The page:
The authors certify that they have obtained all appropriate patient consent forms. In the form the patient(s) has/have given his/her/their consent for his/her/their images and other clinical information to be reported in the journal. The patients understand that their names and initials will not be published and due efforts will be made to conceal their identity, but anonymity cannot be guaranteed.

Financial support and sponsorship


Conflicts of interest

There are no conflicts of interest.

   References Top

Lethaus B, Lie N, de Beer F, Kessler P, de Baat C, Verdonck HW. Surgical and prosthetic reconsiderations in patients with maxillectomy. J Oral Rehabil 2010;37:138-42.  Back to cited text no. 1
Desjardins RP. Early rehabilitative management of the maxillectomy patient. J Prosthet Dent 1977;38:311-8.  Back to cited text no. 2
Khalifa N, Allen PF, Abu-bakr NH, Abdel-Rahman ME. Factors associated with tooth loss and prosthodontic status among Sudanese adults. J Oral Sci 2012;54:303-12.  Back to cited text no. 3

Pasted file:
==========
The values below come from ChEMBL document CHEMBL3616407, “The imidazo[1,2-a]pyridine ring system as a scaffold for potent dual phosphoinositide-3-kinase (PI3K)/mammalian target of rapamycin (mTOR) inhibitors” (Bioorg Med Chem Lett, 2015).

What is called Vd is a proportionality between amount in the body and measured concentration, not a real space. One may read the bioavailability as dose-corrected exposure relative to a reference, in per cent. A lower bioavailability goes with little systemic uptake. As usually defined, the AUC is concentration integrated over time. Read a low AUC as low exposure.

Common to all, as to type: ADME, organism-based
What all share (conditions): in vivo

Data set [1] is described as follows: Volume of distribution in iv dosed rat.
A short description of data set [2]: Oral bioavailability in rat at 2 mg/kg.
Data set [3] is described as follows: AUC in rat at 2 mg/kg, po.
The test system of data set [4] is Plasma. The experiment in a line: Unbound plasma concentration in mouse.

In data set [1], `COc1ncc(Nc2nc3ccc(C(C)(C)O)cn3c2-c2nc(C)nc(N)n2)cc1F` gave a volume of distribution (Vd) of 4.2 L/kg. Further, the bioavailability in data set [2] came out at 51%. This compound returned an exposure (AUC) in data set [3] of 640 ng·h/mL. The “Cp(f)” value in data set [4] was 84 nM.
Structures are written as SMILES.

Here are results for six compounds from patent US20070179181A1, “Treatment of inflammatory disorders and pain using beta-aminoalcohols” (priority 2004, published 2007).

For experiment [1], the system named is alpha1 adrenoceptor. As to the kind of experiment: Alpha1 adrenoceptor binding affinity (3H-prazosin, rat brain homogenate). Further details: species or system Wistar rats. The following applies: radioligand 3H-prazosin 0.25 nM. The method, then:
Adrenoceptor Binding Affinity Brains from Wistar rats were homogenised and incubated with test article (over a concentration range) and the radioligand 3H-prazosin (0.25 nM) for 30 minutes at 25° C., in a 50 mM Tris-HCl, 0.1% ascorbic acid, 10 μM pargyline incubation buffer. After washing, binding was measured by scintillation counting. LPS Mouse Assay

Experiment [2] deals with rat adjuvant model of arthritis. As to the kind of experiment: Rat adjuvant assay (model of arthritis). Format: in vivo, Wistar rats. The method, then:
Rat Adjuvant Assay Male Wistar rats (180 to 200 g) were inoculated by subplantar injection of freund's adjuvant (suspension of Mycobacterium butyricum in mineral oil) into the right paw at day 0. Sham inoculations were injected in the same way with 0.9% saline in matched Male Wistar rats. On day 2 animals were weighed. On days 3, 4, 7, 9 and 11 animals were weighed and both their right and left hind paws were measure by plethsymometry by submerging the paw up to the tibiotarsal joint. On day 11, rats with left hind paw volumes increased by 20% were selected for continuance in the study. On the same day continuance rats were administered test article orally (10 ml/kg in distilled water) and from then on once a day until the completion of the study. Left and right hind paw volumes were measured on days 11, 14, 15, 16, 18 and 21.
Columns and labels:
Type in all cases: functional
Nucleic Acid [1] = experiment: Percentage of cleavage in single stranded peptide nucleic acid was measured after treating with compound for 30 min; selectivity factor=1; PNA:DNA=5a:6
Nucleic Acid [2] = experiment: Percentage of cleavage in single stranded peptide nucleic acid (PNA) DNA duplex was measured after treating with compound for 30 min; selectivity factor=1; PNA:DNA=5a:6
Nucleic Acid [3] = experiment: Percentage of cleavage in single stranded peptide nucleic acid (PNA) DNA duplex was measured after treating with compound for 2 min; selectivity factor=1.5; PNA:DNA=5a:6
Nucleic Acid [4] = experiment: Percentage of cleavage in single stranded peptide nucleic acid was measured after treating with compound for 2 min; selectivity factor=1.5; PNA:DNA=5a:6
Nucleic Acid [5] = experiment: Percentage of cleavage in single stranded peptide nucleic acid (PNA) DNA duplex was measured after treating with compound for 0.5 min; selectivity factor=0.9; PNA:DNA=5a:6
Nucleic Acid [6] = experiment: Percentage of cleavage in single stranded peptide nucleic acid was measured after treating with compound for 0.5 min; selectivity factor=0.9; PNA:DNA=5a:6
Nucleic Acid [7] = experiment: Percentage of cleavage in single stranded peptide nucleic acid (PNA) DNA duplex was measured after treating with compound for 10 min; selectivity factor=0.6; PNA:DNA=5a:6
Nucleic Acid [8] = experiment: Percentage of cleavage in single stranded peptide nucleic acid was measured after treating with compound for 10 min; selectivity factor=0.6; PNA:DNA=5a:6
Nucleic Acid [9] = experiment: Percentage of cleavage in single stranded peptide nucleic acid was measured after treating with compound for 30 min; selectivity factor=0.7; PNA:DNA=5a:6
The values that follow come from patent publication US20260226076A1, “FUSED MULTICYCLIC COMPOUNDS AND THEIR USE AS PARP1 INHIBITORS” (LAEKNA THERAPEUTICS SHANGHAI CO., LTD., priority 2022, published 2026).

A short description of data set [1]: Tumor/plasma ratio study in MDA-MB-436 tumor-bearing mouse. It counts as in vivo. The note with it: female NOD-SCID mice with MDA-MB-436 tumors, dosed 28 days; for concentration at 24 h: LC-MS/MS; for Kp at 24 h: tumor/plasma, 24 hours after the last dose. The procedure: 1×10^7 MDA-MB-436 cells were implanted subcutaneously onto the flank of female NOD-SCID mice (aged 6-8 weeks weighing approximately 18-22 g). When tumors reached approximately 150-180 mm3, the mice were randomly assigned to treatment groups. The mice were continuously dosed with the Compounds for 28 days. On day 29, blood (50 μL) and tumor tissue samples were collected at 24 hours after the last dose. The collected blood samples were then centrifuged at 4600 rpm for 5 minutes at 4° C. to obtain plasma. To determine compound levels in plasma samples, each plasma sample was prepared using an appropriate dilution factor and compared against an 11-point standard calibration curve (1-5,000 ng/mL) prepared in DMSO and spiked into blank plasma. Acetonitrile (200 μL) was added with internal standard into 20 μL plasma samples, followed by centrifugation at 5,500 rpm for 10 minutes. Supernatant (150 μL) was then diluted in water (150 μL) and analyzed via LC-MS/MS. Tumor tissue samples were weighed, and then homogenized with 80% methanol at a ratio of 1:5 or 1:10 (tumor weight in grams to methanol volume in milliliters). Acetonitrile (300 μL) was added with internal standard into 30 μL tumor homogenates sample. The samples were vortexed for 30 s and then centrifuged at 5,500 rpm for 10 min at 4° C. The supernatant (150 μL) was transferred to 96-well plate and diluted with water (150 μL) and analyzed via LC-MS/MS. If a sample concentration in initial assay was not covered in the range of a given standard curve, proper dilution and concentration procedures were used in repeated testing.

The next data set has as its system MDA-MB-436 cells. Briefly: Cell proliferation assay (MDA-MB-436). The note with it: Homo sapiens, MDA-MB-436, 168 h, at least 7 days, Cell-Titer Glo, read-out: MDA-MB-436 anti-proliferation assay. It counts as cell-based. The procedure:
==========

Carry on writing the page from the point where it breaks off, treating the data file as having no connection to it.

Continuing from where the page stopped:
Andrades P, Militsakh O, Hanasono MM, Rieger J, Rosenthal EL. Current strategies in reconstruction of maxillectomy defect. Arch Otolaryngol 2011;137:806-12.  Back to cited text no. 4
Beumer J 3rd, Marunick MT, Esposito SJ. Rehabilitation of maxillary defects. In: Maxillofacial Rehabilitation: Prosthodontic and Surgical Management of Cancer. 2011.  Back to cited text no. 5
Adisman IK. Prosthesis serviceability for acquired jaw defects. Dent Clin North Am 1990;34:265-84.  Back to cited text no. 6
Parr GR, Tharp GE, Rahn AO. Prosthodontic principles in the framework design of maxillary obturator prostheses 1989. J Prosthet Dent 2005;93:405-11.  Back to cited text no. 7
Aramany MA. Basic principles of obturator design for partially edentulous patients. Part II: Design principles. J Prosthet Dent 1978;40:656-62.  Back to cited text no. 8
Wu YL, Schaaf NG. Comparison of weight reduction in different designs of solid and hollow obturator prostheses. J Prosthet Dent 1989;62:214-7.  Back to cited text no. 9


  [Figure 1], [Figure 2], [Figure 3], [Figure 4], [Figure 5], [Figure 6], [Figure 7], [Figure 8]